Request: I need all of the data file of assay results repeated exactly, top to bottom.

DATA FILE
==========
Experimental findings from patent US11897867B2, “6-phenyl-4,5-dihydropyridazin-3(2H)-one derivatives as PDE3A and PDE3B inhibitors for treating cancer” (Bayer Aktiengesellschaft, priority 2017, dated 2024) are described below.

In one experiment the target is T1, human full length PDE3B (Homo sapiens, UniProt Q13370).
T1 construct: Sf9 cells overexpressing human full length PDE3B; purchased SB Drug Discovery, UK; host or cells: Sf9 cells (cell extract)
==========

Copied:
Experimental findings from patent US11897867B2, “6-phenyl-4,5-dihydropyridazin-3(2H)-one derivatives as PDE3A and PDE3B inhibitors for treating cancer” (Bayer Aktiengesellschaft, priority 2017, dated 2024) are described below.

In one experiment the target is T1, human full length PDE3B (Homo sapiens, UniProt Q13370).
T1 construct: Sf9 cells overexpressing human full length PDE3B; purchased SB Drug Discovery, UK; host or cells: Sf9 cells (cell extract)